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The HTTP Authentication header is missing / not sent to my CGI script, why?

Puzzle with a missing piece

If you are using Apache2, you may notice that the HTTP_AUTHORIZATION is missing from the list of variables sent to you. This is because Apache2 decides to not send clear passwords (even if base64 encoded) across processes.

In the old days (and the capability is still available), Apache would call processes with command line parameters as the data, instead of having environment variables.

Unfortunately, they decided to keep things that way when they switch to FastCGI. So you do not get the Authorization header passed down to your CGI scripts. Whether you use Node.js (through CGI-Node, for example) or even just a Bash script, that header will always be missing from the list of parameters present in the environment.

The HTTP_AUTHORIZATION is probably the one header that comes up as missing over and over again. However, that happens with other headers such as If-Modified-Since or If-None-Match.

Luckily, you may forcibly add a header when you use mod_rewrite as in:

RewriteRule ^(.*)$ /cgi-bin/ [last,passthrough,qsappend,env:HTTP_AUTHORIZATION=%{HTTP:Authorization}]

However, in this case, the header will always appear. It will be empty if it was not defined in the client's request, but that means you can't know whether it was defined or not.

A better way is to use a conditional environment variable:

SetEnvIf Authorization "(.+)" HTTP_AUTHORIZATION=$1

Here we grab the value of Authorization and if not empty, set the HTTP_AUTHORIZATION environment variable. You could further only define the variable if the input says "Bearer ..." as in:

SetEnvIfNoCase Authorization "(Bearer .+)" HTTP_AUTHORIZATION=$1

Note that here I use the SetEnvIfNoCase so the regular expression is checked case-insensitively.

I think that generally the SetEnvIf is better and should be used instead of the RewriteRule.

Note that the RewriteRule will rename the variable to:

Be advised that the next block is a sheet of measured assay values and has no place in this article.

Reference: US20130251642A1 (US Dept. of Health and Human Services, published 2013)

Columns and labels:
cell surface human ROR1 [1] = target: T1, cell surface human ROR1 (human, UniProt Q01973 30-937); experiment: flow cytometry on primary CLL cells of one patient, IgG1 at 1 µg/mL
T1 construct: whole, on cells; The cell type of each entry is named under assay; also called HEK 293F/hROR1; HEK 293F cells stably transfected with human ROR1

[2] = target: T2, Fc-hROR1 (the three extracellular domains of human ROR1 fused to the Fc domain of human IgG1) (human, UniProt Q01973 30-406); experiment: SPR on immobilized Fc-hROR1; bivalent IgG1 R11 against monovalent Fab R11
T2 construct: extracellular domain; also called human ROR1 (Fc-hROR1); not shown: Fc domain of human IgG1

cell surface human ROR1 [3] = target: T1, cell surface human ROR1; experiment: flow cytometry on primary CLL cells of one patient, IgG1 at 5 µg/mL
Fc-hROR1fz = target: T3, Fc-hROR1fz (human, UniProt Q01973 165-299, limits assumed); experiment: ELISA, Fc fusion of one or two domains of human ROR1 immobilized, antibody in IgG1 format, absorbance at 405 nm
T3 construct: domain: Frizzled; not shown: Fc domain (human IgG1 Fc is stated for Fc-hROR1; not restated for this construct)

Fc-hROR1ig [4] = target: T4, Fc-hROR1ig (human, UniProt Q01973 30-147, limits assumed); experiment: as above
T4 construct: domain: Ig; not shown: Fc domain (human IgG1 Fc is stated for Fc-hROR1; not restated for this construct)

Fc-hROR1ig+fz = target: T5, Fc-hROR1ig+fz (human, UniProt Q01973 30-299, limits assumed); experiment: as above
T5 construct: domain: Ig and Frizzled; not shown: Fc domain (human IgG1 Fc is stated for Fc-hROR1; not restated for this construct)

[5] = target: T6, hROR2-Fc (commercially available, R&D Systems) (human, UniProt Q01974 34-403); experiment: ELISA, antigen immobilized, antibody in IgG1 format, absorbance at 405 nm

That, however, I can't really explain. This is an internal redirect, I guess. The fact is that in the end, you do not get an HTTP_AUTHORIZATION at all. Only a REDIRECT_HTTP_AUTHORIZATION. Of course, in your CGI implementation, you have a getenv or some similar function so such detail can be hidden from the end user.

Here is an example of such a function I use in my Node.js CGI script:

        if(name in process.env)
            return process.env[name]
        if(name === 'HTTP_AUTHORIZATION'
        && 'REDIRECT_HTTP_AUTHORIZATION' in process.env)
            return process.env['REDIRECT_HTTP_AUTHORIZATION']

        return ''

As we can see, if the user calls that function with HTTP_AUTHORIZATION and that variable is not defined in the environment, then I check with REDIRECT_HTTP_AUTHORIZATION instead. Simple.

What about PHP, I also don't see that header?

In PHP, you should use the apache_request_headers() function because it has access to all the headers, at least in most installations. This is because PHP is most often run as a module and not a separate CGI process.

So that means PHP receives the Authentication header directly.

$headers = array_change_key_case(apache_request_headers());
    bad_authorization(401, "invalid_request", "To log in, please use the \"Basic\" authentication type and your Secret Key and API Key identifiers separated by a colon and base64 encoded.");

// the Authorization value is "<type> <token>"
$auth_type_token = explode(" ", $headers["authorization"]);
if(count($auth_type_token) != 2)
    bad_authorization(401, "invalid_request", "The Authorization header had more than one space. Try again with only one space between \"Basic\" and token.");

// now check $auth_type_token[0] for the type
// and $auth_type_token[1] for the session ID

Remember, if you are just using CGI, you do not have access to the full set of headers.